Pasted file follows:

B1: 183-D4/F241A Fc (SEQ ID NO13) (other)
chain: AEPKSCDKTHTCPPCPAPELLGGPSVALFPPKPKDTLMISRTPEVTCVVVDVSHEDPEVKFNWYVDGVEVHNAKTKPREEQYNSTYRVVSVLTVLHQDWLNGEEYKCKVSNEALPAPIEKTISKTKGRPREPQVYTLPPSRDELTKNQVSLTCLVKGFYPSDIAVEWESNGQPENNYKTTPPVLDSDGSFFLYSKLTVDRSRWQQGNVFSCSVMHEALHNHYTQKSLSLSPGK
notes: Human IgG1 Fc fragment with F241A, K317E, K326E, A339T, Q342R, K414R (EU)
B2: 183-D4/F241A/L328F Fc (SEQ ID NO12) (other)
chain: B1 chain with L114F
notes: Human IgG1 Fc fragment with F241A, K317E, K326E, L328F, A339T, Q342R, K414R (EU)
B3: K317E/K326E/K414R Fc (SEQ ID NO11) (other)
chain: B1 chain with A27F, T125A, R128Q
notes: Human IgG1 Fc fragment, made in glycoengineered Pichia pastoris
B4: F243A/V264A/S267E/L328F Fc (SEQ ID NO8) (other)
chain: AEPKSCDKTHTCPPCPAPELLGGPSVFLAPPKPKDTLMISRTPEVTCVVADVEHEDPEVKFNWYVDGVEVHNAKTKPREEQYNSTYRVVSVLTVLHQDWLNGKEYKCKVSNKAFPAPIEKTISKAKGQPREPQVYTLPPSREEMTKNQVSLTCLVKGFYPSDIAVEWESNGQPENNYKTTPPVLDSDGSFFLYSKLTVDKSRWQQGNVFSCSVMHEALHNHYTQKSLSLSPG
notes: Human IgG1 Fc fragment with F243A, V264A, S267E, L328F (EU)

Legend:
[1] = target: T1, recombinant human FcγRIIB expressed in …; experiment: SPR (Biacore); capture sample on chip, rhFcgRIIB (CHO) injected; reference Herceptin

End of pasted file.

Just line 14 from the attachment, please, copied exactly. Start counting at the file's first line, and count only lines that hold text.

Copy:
[1] = target: T1, recombinant human FcγRIIB expressed in …; experiment: SPR (Biacore); capture sample on chip, rhFcgRIIB (CHO) injected; reference Herceptin